The current Department of Culture Studies continues the traditions of the previous Department of Culture Research, established at the Nicolaus Copernicus University in 1995 as part of the Institute of Sociology. Its founding Head was prof. Janusz Mucha. Just as culture is complex and dynamic, past and current research interests of the staff at the Department are quite heterogeneous, although with many points in common.
Prof. dr hab. Krzysztof Olechnicki is interested in the possibilities afforded by visual methods in social sciences, photography as a social phenomenon, and internet subworlds. His recent research projects have focused on the role of new cultural institutions and changes in the cultural practices of Poles. His upcoming research project will attempt to look at the superclass distinction of chess.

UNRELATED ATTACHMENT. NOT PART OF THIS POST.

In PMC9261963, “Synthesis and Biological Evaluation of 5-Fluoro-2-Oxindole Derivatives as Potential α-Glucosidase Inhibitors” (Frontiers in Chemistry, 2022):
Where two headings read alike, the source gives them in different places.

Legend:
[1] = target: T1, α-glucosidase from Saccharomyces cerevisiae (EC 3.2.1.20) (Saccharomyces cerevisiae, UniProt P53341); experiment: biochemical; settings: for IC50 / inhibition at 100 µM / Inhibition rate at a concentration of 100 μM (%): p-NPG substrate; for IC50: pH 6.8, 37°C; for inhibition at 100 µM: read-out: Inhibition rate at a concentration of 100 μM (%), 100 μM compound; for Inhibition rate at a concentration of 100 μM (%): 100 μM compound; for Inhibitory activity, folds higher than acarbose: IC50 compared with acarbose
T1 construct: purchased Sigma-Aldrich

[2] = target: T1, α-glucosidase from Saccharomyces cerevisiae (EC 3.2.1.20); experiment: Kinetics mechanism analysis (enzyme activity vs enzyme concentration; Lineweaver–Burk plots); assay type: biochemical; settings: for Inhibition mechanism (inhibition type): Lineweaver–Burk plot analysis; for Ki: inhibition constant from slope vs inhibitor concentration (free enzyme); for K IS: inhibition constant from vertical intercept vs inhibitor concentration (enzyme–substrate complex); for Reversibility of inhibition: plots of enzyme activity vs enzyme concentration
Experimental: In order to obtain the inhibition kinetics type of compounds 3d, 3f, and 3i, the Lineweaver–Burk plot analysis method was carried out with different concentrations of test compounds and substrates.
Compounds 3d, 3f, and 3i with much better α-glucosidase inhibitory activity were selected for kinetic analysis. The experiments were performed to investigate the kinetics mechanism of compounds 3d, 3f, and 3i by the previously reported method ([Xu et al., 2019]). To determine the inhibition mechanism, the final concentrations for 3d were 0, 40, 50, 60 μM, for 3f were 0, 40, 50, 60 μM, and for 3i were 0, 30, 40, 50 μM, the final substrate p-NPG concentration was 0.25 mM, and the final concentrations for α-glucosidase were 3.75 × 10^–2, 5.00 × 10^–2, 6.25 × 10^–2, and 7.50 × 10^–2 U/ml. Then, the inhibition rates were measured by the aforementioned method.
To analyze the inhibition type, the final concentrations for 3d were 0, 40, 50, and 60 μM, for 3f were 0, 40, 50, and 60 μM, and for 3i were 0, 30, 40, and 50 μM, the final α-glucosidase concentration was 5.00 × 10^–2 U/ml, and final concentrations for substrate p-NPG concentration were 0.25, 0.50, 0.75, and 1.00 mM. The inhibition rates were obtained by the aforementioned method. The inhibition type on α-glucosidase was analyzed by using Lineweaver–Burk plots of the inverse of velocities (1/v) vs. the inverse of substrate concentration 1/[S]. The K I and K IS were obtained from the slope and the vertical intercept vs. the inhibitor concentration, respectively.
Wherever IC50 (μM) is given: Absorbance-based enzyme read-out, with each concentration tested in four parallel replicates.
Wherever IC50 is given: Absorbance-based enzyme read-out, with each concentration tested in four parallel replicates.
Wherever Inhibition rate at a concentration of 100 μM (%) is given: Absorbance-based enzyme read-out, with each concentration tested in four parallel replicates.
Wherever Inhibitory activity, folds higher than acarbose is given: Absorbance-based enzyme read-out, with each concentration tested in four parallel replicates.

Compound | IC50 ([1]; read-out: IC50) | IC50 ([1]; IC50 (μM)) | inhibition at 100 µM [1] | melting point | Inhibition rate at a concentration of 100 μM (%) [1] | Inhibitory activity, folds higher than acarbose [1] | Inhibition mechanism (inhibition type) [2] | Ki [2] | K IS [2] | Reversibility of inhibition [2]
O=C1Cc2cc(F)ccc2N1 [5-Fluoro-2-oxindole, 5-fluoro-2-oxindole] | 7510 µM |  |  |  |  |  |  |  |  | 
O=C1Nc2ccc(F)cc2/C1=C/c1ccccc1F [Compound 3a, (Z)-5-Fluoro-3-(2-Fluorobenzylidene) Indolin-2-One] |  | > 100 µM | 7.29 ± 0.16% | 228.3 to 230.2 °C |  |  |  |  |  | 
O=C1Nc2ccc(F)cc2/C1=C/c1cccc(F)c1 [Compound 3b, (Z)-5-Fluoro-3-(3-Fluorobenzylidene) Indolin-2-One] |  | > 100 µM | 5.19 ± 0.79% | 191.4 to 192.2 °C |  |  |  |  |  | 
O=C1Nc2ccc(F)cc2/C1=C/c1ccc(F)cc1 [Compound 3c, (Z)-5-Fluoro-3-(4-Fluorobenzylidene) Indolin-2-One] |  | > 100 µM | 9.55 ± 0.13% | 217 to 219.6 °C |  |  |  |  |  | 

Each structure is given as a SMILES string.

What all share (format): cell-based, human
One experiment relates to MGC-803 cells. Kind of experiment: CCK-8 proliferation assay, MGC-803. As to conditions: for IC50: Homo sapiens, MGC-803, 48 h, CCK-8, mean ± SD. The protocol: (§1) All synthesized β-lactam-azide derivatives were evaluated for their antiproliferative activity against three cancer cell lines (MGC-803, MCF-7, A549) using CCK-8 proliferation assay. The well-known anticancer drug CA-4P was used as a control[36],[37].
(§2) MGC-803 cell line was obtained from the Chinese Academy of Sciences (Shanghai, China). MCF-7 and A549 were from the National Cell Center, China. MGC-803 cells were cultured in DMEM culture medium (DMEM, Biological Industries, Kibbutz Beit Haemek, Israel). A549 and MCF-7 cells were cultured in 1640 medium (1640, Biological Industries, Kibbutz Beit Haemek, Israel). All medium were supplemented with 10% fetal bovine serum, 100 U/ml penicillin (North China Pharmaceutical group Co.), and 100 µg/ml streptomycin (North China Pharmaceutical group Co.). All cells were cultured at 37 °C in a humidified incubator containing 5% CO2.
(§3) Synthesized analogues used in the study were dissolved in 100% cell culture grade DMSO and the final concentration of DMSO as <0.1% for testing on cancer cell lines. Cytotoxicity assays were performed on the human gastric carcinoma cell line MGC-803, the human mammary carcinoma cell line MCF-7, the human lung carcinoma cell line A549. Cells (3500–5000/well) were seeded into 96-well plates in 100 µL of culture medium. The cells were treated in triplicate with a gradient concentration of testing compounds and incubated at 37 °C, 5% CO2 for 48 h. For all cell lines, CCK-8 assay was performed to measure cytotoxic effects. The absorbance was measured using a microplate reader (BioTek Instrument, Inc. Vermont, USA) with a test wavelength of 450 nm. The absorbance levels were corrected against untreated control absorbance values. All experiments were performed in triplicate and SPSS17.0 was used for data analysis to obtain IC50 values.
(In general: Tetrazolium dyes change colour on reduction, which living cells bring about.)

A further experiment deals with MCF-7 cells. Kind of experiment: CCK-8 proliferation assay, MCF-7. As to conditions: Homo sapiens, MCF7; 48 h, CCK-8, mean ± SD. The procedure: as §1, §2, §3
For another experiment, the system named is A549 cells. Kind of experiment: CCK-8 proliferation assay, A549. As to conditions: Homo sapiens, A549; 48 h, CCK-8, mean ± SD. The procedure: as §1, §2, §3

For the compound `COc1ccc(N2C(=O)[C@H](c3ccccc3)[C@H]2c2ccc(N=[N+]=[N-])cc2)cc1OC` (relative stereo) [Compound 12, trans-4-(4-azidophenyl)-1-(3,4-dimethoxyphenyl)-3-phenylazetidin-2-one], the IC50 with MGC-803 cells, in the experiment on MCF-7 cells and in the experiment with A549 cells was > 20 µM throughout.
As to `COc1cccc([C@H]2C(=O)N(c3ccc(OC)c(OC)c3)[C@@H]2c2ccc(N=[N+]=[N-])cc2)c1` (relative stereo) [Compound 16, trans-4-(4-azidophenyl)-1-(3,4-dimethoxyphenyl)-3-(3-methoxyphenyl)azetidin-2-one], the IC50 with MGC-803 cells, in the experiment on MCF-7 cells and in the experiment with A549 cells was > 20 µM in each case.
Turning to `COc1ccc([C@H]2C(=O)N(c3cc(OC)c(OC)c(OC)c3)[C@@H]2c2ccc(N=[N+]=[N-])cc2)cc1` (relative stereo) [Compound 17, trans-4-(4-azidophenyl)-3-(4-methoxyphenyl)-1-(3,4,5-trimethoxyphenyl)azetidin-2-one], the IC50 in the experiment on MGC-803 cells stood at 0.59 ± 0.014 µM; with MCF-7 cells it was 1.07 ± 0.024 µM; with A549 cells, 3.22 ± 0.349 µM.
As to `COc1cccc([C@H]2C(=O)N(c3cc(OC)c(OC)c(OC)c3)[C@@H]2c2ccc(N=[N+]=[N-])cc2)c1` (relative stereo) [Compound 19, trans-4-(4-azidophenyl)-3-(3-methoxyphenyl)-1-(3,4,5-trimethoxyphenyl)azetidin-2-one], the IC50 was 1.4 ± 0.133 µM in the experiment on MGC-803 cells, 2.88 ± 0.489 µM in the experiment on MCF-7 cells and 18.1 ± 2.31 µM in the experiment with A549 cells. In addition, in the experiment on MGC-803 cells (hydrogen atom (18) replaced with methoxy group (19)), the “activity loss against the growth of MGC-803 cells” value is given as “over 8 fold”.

Prof. dr hab Tomasz Szlendak deals with research on changing masculinity from a comparative perspective, audience development solutions for Polish cultural institutions, and changes in cultural practices. His last research project concerned the quality of life of the middle class in Euro-American culture. Prof. Szlendak is the Director of the Doctoral School in Social Sciences – Academia Rerum Socialium.
Dr hab. Michał Wróblewski, NCU Prof, conducts research in the field of science and technology studies, as well as the sociology of medicine, health, and disease. He is currently interested in the role of data and quantification practices in the field of health, culture, and ecological problems, as well as the social image of infectious diseases.
Dr Beata Bielska’s research interests include the sociology of education, the sociology of sexuality, and science methodology.
Dr Wojciech Goszczyński interweaves research on the construction of rurality, the importance of new attitudes and behaviors of food producers and consumers, with the analysis of the relationship between knowledge about the environment and the functioning of local communities.
Dr. Malwina Krajewska’s research interests are located on the border of the sociology of religion, culture, and migration. They concern Tibetan Buddhism, its social dimension, changes in religious practices, and adaptation to new cultural contexts.